Ontario doctors may be flipping over a recent judicial decision that will allow the payments they receive from the government insurance program to be published. The Toronto Star filed a Freedom of Information Act request to obtain the names of the top 100 billers. The Ontario Health Ministry refused to provide the names, saying it would be an invasion of privacy. Two doctor groups and the Ontario Medical Association also fought the release of names, arguing that doing so “accomplishes nothing other than naming and shaming.” The judges disagreed, saying the “public is entitled to information in the possession of their governments so that the public may, among other things, hold their governments accountable.”

The Accreditation Council of Continuing Medical Education (ACCME) 2016 report on the growth of CME finds an increase in the number of events (7%), as well as an increase in the number of instructional hours (9%). The study also shows the number of activities and interactions has increased steadily since 2010. ACCME President and CEO, Dr. Graham McMahon, noted that there are currently more than 3,000 hours of CME available to healthcare providers.

That brings us to the end of another “well done” edition of the Compliance News in Review. We’ll see you right back here for the next summertime treatise, and in the meantime, we leave you with a few tips for barbecuing the perfect burger (olive oil…who knew?).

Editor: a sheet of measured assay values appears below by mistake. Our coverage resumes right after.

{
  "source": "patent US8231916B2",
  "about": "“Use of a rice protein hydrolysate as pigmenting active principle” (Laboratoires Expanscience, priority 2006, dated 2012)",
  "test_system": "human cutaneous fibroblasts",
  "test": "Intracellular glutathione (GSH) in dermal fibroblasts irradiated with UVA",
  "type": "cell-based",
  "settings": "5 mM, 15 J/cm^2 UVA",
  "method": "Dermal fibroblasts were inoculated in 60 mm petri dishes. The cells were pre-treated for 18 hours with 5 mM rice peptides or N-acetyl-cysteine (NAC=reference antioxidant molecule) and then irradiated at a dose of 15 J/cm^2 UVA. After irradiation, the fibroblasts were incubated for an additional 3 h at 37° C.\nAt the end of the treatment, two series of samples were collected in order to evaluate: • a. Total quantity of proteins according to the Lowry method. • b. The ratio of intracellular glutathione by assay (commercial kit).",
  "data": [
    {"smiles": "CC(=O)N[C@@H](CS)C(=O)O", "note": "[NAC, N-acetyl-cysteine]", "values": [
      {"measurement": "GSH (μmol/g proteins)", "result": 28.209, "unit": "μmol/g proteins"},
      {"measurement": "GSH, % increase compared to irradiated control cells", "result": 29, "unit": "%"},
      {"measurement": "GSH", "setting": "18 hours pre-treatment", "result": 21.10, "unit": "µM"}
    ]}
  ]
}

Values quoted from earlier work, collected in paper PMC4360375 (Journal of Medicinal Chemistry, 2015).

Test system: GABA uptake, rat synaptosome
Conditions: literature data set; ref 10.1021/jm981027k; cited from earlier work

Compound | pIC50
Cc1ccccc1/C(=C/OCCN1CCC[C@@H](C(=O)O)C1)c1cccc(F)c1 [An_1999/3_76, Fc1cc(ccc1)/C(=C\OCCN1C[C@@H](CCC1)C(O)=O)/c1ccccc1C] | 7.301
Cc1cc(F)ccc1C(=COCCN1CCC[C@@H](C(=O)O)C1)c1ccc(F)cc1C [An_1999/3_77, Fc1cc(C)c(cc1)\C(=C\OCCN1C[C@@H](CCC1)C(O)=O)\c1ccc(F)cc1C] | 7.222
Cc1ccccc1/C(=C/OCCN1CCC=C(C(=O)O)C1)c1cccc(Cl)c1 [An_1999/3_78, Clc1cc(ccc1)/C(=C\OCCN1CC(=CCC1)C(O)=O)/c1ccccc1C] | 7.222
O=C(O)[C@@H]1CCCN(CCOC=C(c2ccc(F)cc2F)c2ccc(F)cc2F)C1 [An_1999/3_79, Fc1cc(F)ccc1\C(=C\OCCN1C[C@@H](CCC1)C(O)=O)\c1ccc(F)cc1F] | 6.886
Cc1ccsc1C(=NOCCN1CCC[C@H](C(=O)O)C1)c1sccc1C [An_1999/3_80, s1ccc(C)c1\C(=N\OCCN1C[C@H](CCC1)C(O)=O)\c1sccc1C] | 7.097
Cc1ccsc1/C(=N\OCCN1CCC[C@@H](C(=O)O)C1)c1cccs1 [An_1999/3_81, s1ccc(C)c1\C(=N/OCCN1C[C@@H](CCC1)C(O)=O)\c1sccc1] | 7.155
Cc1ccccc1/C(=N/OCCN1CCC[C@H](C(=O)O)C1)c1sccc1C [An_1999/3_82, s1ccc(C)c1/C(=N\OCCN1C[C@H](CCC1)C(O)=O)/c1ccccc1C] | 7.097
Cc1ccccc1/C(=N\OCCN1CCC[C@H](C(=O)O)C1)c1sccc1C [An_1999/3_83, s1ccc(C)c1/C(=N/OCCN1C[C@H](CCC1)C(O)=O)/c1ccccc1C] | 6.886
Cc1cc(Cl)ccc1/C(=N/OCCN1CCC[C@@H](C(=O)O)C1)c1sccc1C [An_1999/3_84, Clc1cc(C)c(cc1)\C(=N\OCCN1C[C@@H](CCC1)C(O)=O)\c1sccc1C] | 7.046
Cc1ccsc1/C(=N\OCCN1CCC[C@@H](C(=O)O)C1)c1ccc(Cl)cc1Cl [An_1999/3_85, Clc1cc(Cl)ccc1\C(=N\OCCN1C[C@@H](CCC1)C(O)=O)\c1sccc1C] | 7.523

Have a great week!

Compliance News in Review, June 13, 2017

States with new laws, lawsuits and more; HHS says drug pricing is a top issue; the AMA takes aim at DTC ads again; and transparency efforts and more from Europe…all in this edition of the Compliance News in Review.

The magic, mystery, and “monstering” of the summer movies season is in full swing! From super-heroes to lush gothic tales, there’s something for everyone this summer. There’s nothing like escaping to the theater on a rainy summer day. Can’t you just smell the popcorn and taste the Milk Duds? Before you head off to take in the latest blockbuster or art house feature, silence your cell phone and enjoy this screening of the latest edition of the Compliance News in Review.